San Diego Police Department Chief David Nisleit identified two police detectives killed Friday morning in a head-on crash caused by a wrong-way driver on Interstate 5 in San Ysidro.
Chief Nisleit called a late evening news conference after spending all day with the detectives' families. They were identified as husband and wife, Jamie Huntley-Park, 33, and Ryan Park, 32.
"[They were] incredible people who had nothing but the world and life ahead of them," Nisleit said. "It’s just tragic. Any time a life is lost it’s tragic, but to lose two detectives in a traffic accident, it’s a call a chief never wants to get.”
Huntley-Park was a detective with the department's Southern Division and Park was a homicide detective. The couple met in the police academy in 2012 and married in February of 2016, Chief Nisleit said. In July of 2018, Nisleit promoted the husband and wife to detective.
The couple did not have any children, according to the chief.
Huntley-Park was described as a successful hockey player, referee and coach. Nisleit said she had even refereed Olympic trial games.
Nisleit said he know Park well from running events the department participated in.
"He was a remarkable patrol officer who quickly rose through ranks and became a homicide detective assigned to Team 1 of our Homicide Team," Nisleit said.
The fatal crash took place shortly after 10:20 a.m. when the driver of a Honda Civic began traveling north on the southbound lanes of I-5, said a CHP spokesman. The detectives were riding in Park's department-issued vehicle when they were hit head-on.
The couple and the driver of the Civic were pronounced dead at the scene.
"It’s like seeing your kids sitting there and there’s nothing you can do," Nisleit said.
The couple was on a scheduled day off but may have been doing background work on a case, which Nisleit said is not uncommon for detectives on their days off.
Chandler Cline, a cousin of the couple, told NBC 7 they had plans to go to a Los Angeles Angels baseball game Friday night. Cline said he got of work Friday afternoon and reached out to Park to plan for their trip up to Anaheim but didn't get a response. A short time later, he got the terrible news from his father.
"I even called him,” Cline said. “I just didn't want to believe it, you know? [I thought,] he has to walk up this porch right now, give us a hug and just make fun of every single one of us.”
San Diego Mayor Todd Gloria also attended the news conference Friday evening. After offering condolences to both families, he thanked the community for their shows of gratitude and appreciation after the tragic news broke.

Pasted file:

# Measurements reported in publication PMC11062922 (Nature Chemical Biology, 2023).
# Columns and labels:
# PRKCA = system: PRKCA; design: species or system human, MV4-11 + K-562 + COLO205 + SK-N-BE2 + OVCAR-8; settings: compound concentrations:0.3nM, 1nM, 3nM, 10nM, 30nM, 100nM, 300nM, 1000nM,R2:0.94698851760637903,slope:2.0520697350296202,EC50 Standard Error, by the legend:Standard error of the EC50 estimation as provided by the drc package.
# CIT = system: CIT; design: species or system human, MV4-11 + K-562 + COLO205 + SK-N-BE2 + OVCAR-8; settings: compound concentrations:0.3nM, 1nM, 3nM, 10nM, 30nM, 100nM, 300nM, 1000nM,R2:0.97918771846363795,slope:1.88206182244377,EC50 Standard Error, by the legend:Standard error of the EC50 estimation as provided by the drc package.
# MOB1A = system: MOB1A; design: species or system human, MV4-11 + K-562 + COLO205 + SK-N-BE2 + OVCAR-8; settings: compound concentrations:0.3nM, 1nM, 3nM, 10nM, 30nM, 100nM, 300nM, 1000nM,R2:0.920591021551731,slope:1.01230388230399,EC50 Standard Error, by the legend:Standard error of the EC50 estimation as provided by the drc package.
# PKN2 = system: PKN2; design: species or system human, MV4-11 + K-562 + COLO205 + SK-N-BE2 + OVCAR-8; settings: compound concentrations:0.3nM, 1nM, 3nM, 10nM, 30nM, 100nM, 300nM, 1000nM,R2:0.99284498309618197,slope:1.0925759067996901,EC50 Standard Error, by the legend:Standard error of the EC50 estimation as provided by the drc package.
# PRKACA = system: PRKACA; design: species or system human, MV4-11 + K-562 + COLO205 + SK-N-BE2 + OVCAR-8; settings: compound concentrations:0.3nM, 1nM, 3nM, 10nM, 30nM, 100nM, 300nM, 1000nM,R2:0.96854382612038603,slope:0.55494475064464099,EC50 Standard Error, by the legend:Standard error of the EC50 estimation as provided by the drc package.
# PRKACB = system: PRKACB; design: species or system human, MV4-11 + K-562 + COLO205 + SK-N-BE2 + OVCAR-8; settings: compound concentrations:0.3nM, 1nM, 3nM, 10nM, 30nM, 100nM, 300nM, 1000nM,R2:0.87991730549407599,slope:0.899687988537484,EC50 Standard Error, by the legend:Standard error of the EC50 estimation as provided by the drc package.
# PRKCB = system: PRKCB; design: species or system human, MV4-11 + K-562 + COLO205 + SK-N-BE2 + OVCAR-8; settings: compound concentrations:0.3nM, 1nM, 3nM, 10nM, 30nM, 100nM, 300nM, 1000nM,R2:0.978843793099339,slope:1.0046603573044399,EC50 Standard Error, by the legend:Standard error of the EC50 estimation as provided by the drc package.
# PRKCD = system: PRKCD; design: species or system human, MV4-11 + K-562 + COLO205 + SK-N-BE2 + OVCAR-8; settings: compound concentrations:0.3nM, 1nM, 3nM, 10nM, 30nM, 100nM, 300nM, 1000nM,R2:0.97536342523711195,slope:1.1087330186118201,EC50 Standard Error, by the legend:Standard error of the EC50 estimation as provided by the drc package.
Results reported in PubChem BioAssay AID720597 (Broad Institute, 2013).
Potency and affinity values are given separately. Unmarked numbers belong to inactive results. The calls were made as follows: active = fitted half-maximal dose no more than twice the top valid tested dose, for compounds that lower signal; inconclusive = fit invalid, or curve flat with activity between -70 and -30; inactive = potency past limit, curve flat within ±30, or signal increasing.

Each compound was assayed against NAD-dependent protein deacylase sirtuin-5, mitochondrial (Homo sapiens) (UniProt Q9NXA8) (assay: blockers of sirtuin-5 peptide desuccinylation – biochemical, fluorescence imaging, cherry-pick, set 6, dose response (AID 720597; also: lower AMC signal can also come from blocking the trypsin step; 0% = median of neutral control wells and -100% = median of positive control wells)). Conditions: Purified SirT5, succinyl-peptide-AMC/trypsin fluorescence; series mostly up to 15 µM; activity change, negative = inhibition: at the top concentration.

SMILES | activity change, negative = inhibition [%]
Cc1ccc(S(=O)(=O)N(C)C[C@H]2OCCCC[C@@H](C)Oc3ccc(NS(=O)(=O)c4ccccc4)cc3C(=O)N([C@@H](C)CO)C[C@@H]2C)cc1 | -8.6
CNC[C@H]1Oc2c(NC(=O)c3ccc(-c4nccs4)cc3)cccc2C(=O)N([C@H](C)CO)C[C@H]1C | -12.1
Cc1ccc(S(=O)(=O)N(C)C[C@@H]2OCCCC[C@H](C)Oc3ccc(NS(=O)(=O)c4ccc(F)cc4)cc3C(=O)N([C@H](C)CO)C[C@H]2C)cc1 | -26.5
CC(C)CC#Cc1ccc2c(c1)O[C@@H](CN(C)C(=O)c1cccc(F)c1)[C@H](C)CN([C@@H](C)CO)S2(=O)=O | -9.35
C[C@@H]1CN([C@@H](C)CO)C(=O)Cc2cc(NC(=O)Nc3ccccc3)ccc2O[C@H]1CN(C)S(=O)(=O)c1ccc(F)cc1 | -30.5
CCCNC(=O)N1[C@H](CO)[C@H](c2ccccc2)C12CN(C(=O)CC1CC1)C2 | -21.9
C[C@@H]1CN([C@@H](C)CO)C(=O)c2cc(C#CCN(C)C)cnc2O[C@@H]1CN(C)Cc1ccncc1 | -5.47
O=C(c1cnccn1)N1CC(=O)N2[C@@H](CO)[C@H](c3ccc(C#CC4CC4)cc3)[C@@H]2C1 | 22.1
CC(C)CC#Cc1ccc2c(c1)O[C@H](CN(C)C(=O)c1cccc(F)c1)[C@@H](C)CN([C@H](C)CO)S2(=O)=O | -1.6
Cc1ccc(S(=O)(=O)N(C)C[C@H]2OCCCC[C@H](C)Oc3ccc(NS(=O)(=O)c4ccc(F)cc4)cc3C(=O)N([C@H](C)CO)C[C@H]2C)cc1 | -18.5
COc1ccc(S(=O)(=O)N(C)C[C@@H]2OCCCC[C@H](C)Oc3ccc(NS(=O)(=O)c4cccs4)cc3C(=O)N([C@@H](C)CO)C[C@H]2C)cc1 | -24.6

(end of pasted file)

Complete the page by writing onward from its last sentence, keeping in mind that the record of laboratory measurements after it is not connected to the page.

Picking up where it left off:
“It’s the call a mayor never wants to get about two very important officers, a part of our city family, as the Chief mentioned," Gloria said. "I want to first off express condolences to the city, to the Huntley and Park families, two families that you heard from the Chief are hurting tonight. They need to hear on behalf of our entire city – all 1.5 million people – our tremendous gratitude for the lives of Jamie and Ryan and their service to our city.”
Gloria said the community's response helps validate the sacrifices the couple made during their near decade of service.
Paula Alemán, a resident of National City, witnessed the crash and said she, along with others, pulled to the side of freeway to help.
“I ran out towards the scene to see if there was anyone conscious, but there was nobody conscious. Then one of the cars caught on fire and then everyone just dispersed because we’re not paramedics, we’re humans and could only do so much,” Aleman said. “But we tried, I tried.”
The Honda burst into flames after the crash, CHP spokesman Salvador Castro said.
"After everything settled, our officers located three bodies. Two in a white Ford sedan and one in the Honda Civic," Castro said.
Castro said investigators were working to determine where the wrong-way driver entered the freeway.
The crash was the third wrong-way crash in San Diego County this week, and it's an incident, according to Caltrans, that's been on the rise over the last decade.
“We’re seeing more of it, and I don’t know if anyone can understand why," Nisleit said. "I don’t know of it’s just inattention, but it’s happening far too often and in this case it led to death.”
Nisleit did not reveal any new investigative details Friday night. It's still unknown if drugs or alcohol played a role in the crash, and the wrong-way driver has not been identified.
Huntley-Park coached with the San Diego Angels girls hockey club which is planning on establishing a scholarship fund in her honor, according to a club statement.
"The San Diego Angels are devastated to learn of the passing of Coach Jamie Huntley-Park and her husband Ryan Park.
Our coaches and their spouses have a tight-knit bond with one another, and all are in mourning over this terrible accident.
Jamie coached and mentored dozens of youth locally in ice hockey. She was the head coach of the San Diego 19u girls hockey team 3 seasons ago, the 14-16 girls team 2 seasons ago, and the 14u AA girls team last season. All of our families are suffering right now, as they have lost a tremendous influence in their daughters’ lives."